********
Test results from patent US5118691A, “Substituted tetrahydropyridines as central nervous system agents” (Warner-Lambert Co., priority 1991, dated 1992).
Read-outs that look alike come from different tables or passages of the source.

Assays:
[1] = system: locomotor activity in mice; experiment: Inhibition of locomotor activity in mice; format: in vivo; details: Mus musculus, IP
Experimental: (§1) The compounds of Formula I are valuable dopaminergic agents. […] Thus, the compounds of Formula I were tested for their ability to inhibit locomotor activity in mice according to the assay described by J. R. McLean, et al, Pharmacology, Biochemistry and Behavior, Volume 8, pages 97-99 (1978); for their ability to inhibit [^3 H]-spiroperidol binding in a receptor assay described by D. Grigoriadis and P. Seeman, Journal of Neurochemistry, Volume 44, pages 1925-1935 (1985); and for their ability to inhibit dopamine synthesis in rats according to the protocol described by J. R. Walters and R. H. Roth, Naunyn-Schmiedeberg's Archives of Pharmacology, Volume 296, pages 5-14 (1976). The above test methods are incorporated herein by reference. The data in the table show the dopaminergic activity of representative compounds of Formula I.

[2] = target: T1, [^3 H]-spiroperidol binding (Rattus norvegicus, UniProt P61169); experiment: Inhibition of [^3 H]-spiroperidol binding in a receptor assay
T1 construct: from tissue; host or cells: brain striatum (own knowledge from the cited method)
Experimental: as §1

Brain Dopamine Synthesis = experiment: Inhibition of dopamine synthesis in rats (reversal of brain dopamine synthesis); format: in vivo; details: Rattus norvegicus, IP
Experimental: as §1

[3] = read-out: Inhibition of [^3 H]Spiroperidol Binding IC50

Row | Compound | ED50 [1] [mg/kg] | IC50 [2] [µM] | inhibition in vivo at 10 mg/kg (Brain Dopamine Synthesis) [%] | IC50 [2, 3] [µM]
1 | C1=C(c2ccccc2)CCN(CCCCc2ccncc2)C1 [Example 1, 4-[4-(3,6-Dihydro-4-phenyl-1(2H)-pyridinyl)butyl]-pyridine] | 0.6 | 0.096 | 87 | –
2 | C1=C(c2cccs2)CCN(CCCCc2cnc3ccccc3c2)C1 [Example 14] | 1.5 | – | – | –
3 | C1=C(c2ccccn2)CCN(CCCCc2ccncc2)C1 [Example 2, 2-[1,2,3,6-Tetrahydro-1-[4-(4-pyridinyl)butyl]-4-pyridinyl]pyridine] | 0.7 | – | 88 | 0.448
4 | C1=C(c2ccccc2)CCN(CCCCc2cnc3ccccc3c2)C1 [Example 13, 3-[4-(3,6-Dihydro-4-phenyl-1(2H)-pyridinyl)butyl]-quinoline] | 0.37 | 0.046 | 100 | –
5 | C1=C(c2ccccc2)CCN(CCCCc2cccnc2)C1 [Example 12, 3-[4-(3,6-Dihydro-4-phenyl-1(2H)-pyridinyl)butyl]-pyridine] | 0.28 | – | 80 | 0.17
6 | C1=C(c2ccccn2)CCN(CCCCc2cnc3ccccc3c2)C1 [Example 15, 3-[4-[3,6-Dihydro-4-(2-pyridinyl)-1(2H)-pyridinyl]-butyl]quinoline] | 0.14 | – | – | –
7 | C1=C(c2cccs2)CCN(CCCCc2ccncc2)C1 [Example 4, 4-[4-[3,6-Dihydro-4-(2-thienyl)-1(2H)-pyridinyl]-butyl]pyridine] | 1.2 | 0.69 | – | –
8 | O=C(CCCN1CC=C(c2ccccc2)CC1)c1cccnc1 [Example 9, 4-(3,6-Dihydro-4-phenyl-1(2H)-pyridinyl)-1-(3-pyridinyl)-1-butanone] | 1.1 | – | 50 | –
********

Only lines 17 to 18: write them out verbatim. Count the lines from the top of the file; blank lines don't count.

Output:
5 | C1=C(c2ccccc2)CCN(CCCCc2cccnc2)C1 [Example 12, 3-[4-(3,6-Dihydro-4-phenyl-1(2H)-pyridinyl)butyl]-pyridine] | 0.28 | – | 80 | 0.17
6 | C1=C(c2ccccn2)CCN(CCCCc2cnc3ccccc3c2)C1 [Example 15, 3-[4-[3,6-Dihydro-4-(2-pyridinyl)-1(2H)-pyridinyl]-butyl]quinoline] | 0.14 | – | – | –